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Proven Implementations of the I²C Bus



A similar article was published on the Embedded.com website, August 8, 2007.

Introduction

The Inter IC (I2C) bus was developed by Philips Semiconductor in the early 1980s to simplify electronic products by reducing the number of parallel data lines. Version 1.0 of the I2C-bus specification, released by Philips® in 1992, defined a simple, 2-wire, bidirectional bus for communication between ICs. By 1998, the I2C bus had become the de facto standard for low-speed IC-to-IC communications. At that time more than 50 licensed companies were using the standard, and the I2C interface was included in more than 1000 different ICs.

The I2C bus configurations presented in this article have been proven to ensure easy communication with slave devices on the bus. Each implementation includes examples in the form of schematics and code. The reader should be familiar with the following documents:

  • The I2C-Bus Specification, Version 2.1, January 2000.
    Philips Semiconductor document #9398 393 40011.
  • The I2C-bus and how to use it, April 1995.
    Philips Semiconductor document #98-8080-575-01.
  • System Management Bus (SMBus) Specification, Version 2.0, August 2000.

A similar article was published on the Embedded.com website, August 8, 2007.

Introduction

The Inter IC (I2C) bus was developed by Philips Semiconductor in the early 1980s to simplify electronic products by reducing the number of parallel data lines. Version 1.0 of the I2C-bus specification, released by Philips® in 1992, defined a simple, 2-wire, bidirectional bus for communication between ICs. By 1998, the I2C bus had become the de facto standard for low-speed IC-to-IC communications. At that time more than 50 licensed companies were using the standard, and the I2C interface was included in more than 1000 different ICs.

The I2C bus configurations presented in this article have been proven to ensure easy communication with slave devices on the bus. Each implementation includes examples in the form of schematics and code. The reader should be familiar with the following documents:

  • The I2C-Bus Specification, Version 2.1, January 2000.
    Philips Semiconductor document #9398 393 40011.
  • The I2C-bus and how to use it, April 1995.
    Philips Semiconductor document #98-8080-575-01.
  • System Management Bus (SMBus) Specification, Version 2.0, August 2000.

Background and Discussion

The I2C bus can operate in Standard mode, Fast mode, or High-Speed (Hs) mode, with maximum data rates of 100kbps (Standard mode), 400kbps (Fast mode), 1.7Mbps (Hs mode with Cb = 400pF), and 3.4Mbps (Hs mode with Cb = 100pF).

The original Standard mode incorporated 7-bit addressing, which allowed 112 slave addresses. As I2C-bus systems demanded more slave devices, 10-bit addressing was introduced to allocate more slave addresses.

Fast mode added useful features to the slave devices. The maximum data rate was quadrupled to 400kbps. Fast-mode I2C also dropped the support of similar buses often linked with the I2C bus, i.e., buses that were no longer compatible with the higher data rate. To suppress noise spikes, Fast-mode devices were given Schmitt-triggered inputs. In addition, the SCL and SDA lines of an I2C-bus slave device were required to exhibit high impedance when power was removed.

Hs mode was created mainly to increase the data rate—up to 36 times faster than Standard mode. For I2C buses operating in Hs mode, the most significant change affects low-to-high transitions on the SCL line. Because the pullup resistors used in Standard and Fast mode cannot produce rise times fast enough to meet the Hs-mode specification, most Hs-mode systems must include active pullups on the SCL line. Other changes include an Hs-mode compatibility request, issued by the Hs-mode master in Standard or Fast mode using an 8-bit master code. If Not-Acknowledge (a bit name within the I2C frame) remains high immediately following the master code, then all communications remain in Hs mode until a stop occurs. The waveforms of Figure 1 illustrate the use of the master code for entering Hs mode.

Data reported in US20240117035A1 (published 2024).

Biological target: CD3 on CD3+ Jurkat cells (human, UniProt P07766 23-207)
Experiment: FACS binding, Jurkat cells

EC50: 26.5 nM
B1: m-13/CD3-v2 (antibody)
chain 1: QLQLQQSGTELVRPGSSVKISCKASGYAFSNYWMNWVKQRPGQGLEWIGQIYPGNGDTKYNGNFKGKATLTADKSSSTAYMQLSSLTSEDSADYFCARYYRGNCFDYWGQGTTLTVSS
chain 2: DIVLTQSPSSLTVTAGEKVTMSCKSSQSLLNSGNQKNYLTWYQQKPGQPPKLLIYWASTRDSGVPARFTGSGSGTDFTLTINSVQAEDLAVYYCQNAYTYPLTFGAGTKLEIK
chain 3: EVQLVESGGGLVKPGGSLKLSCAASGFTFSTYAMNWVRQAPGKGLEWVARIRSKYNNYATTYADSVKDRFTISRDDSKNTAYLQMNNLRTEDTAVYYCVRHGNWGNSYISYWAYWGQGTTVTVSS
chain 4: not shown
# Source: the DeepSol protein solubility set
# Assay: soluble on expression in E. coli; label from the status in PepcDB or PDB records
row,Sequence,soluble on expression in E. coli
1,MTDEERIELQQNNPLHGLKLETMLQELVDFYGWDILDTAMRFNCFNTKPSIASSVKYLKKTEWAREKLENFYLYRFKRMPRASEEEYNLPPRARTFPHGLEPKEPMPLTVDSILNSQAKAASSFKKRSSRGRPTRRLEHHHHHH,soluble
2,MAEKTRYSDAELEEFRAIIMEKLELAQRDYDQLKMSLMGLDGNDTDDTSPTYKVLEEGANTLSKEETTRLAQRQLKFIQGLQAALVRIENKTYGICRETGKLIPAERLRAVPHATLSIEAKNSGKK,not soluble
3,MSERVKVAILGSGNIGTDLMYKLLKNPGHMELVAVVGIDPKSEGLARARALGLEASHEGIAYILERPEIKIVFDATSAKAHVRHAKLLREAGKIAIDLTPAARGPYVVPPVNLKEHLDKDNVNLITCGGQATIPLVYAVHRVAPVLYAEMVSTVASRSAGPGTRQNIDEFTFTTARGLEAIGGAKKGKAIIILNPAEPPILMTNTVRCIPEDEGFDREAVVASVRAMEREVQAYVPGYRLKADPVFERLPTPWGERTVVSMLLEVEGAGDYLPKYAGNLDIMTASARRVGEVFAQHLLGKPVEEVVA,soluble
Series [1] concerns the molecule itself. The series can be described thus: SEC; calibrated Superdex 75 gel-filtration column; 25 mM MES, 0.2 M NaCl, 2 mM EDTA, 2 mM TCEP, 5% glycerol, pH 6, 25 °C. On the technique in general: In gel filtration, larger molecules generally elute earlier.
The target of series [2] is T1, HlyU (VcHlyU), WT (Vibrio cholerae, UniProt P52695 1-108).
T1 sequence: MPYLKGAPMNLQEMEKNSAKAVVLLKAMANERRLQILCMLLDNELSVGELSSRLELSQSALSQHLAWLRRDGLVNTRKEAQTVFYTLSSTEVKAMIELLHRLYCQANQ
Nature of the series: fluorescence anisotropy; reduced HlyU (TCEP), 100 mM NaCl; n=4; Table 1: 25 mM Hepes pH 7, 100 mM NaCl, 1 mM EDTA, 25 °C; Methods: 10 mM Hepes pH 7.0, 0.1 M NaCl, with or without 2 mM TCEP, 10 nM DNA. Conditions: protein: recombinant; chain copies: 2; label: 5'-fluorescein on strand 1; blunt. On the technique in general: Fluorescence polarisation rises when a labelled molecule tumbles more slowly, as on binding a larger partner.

Figure 1. These waveforms represent a transfer from Standard- or Fast-mode I2C to Hs mode.
Figure 1. These waveforms represent a transfer from Standard- or Fast-mode I2C to Hs mode.

Proven Implementations for I2C On-Chip Peripherals

The PIC18F442 microcontroller (µC) includes an I2C peripheral that supports Standard- and Fast-mode I2C. Figure 2 shows an application circuit using that peripheral to collect samples from a 16-bit serial-output ADC (MAX1169). When data is received by the PIC®, it is immediately transmitted at 115kBaud by a firmware UART. The RS-232 transceiver (MAX3232E) then allows the data to be captured by a personal computer's standard serial port. All assembly source files needed to implement Fast-mode I2C on the PIC's on-chip peripheral are contained in the file I2C_on_chip_asm.zip. A tool called MPLAB IDE Version 6.10.00 was used to develop assembly code for the Figure 2 circuit.

Figure 2. The  I2C peripheral  internal to this PIC18F442 µC connects to a 16-bit ADC (MAX1169).
Figure 2. The I2C peripheral internal to this PIC18F442 µC connects to a 16-bit ADC (MAX1169).

Proven Implementations for Bit-Banging I2C

The MAXQ2000 is a low-power 16-bit RISC µC capable of bit-banging Standard-mode, Fast-mode, and even 1.7MHz Hs-mode I2C signals. Figure 3 shows a general-purpose schematic of the MAXQ2000 operating as an I2C master in all three modes. An active pullup is included in the MAXQ2000 to support the 1.7MHz Hs mode. The file I2C_bit_bang_asm.zip contains all assembly source files needed to bit-bang Standard- and Fast-mode I2C systems using the µC's GPIO lines.

Figure 3. This schematic (based on the MAXQ2000 low-power LCD µC) depicts an I2C master capable of operating in Standard, Fast, or Hs mode.
Figure 3. This schematic (based on the MAXQ2000 low-power LCD µC) depicts an I2C master capable of operating in Standard, Fast, or Hs mode.